Explore the reactive load box and the role it plays in reamplification.
In the early ’90s, just as rackmounted preamps and power amps began to take hold, some of us began exploring slaving or reamplifying, a technique that involves pushing a tube amp hard into a dummy load, thereby causing the power section to perform the job of a preamp. The benefit? This setup lets you capture not only preamp behavior, but power-amp distortion and other artifacts of a cranked amp that a preamp signal lacks by itself. Despite being more expensive and less practical than merely tapping a preamp signal, reamplifying a slammin’ head under load yields sonically superior results. [Editor’s note: Don’t confuse this slaving technique with Radial’s line of Reamp devices “that let you take a pre-recorded track and send it through a guitar amp or pedal chain without noise.”]
Once you unwind the signal path of a slaved rig (Image 1), it becomes apparent that what led to this development is baked into the sound of a recorded amp. In the studio, the amp is miked and recorded, and then effects and EQ are applied to the track. In an effort to emulate a recorded sound onstage, a slaved rig includes as many of the original ingredients as possible: You need a load to take the place of the speaker, some EQ, delay, and reverb, and finally another power amp to reamplify the stew and then send it off to the cab for the final icing on the cake.
It’s a complex setup. Over time, in an effort to bring the recorded guitar sound to a concert audience while streamlining the rig, designers have packaged a vast array of tone-shaping tools into progressively more sophisticated preamps, effects processors, and modeling devices. Yet today we see a resurgence in the art of reamplifying. Whether this involves using little amps cranked and boosted with an accessory power amp, or big amps attenuated to manageable levels in wet-dry-wet (WDW) rigs, there’s no question that the cranked amp under load is still a serious contender. In large part, what’s driving this resurgence is the advent of the reactive load system.
The speaker connected to your amplifier represents a load, and its purpose is to convert electrical energy into acoustic energy. This electro-mechanical conversion isn’t perfect, yet in this imperfection we’ve discovered sonic benefits. Tonal artifacts like cone cry and desirable forms of distortion impart a dynamic, organic, and spontaneous interaction that enhances our playing experience. If we replace the speaker with a static load—say, an 8-ohm resistor—we can tap a small amount of signal from that load, feed it to effects, and then run it into another amplifier and speaker. But because a static load doesn’t behave like the electro-mechanical contraption we’re used to, the sound is somewhat flat and dry.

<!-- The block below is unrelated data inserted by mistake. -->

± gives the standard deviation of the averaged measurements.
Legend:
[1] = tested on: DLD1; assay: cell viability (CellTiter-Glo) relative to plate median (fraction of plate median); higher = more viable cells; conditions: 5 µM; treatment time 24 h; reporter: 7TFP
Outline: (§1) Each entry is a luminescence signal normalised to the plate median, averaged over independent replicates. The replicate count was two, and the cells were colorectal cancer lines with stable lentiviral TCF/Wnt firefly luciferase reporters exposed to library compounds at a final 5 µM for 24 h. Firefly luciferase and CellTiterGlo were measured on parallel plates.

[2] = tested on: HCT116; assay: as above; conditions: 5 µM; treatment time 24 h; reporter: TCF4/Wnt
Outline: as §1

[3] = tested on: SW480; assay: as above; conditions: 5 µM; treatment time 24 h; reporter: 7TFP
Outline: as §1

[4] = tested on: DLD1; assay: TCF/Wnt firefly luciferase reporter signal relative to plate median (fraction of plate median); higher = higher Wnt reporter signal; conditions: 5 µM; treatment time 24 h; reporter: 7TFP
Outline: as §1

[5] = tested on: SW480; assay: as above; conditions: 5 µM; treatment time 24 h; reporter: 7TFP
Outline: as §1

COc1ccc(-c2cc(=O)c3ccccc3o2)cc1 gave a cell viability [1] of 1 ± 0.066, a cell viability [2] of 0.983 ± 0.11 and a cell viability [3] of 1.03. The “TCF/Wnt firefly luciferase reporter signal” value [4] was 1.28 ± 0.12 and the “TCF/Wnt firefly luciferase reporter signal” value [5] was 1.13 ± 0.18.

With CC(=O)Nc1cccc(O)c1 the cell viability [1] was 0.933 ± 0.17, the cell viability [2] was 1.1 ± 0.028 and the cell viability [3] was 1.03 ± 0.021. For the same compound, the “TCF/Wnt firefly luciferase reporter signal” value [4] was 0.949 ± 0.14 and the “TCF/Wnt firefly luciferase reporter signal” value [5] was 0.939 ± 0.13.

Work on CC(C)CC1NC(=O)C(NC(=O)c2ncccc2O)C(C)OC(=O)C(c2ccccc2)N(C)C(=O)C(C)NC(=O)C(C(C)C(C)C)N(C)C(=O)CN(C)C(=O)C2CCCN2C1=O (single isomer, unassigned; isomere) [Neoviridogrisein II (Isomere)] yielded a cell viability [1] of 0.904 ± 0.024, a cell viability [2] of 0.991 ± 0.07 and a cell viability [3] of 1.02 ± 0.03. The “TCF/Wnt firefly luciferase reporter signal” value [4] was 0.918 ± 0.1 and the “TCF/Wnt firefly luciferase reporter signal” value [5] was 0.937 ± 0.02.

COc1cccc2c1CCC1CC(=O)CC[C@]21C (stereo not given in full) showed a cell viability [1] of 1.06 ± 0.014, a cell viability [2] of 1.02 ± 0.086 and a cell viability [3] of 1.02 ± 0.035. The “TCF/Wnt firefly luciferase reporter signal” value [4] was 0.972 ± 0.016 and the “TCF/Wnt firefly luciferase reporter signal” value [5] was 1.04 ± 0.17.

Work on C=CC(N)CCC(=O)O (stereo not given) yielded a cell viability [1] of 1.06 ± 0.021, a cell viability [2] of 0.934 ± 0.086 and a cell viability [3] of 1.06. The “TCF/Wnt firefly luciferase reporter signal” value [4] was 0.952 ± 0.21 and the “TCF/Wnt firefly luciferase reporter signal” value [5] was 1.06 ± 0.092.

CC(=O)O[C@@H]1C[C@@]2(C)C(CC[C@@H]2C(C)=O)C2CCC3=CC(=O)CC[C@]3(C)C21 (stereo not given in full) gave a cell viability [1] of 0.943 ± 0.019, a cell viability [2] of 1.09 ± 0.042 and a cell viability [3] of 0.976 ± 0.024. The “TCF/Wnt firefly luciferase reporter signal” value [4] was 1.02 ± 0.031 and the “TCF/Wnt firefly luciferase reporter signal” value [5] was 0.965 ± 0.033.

Enter the reactive load: Designed to fool the amp into behaving as if it’s connected to a real speaker, this network incorporates a normal load resistor with other components. The trick is to identify some common idiosyncrasies of popular guitar speakers and graft them onto the resistive part of the load. These elements define the speaker’s impedance curve.
It’s important that we distinguish between an impedance curve and a frequency curve, as they are very different animals. A speaker’s frequency curve essentially acts like an EQ filter. Different speakers offer different filter shapes—some benefit clean sounds, others are more suitable for overdrive. A frequency response simulator—a cab sim—can be configured as a small effects device to be used at guitar- and line-level for recording or live use. An analog cab simulator does a good job of recreating the tonal shape of the speaker and excels in dynamic feel and absence of latency. The better ones offer controls that let you dial in a unique signature, rather than being married to generic voicings. A virtual speaker, like those found in impulse response (IR) models, are based on popular speaker signatures and capture more of the subtleties of speaker behavior, such as acoustic reflection and cab resonance. Latency, which tends to make the player feel detached from the instrument, is often a concern, though the better IRs have higher resolution that minimizes this effect.
In a reactive load, the impedance curve works directly on the amplifier’s output, causing spikes in an amplifier’s dynamic behavior that generally enhance the low-end thump and high-end sparkle. A speaker’s frequency curve and reactive behavior are both necessary to create a complete cranked-amp recipe, though the reactive behavior is arguably the more important of the two. The reactive behavior of a typical British speaker is not far removed from that of a typical American type, and both are highly dependent on the enclosure they’re mounted in. A well-designed reactive load will cover these bases, and some of the more sophisticated units provide selectable load impedance and a way to adjust the low- and high-end reactance. More importantly, the reactive load needs to be able to handle all of the power output of the amplifier connected to it.
How does this all play into the reamplifying game? I’ll tie it together in next month’s Signal to Noise column.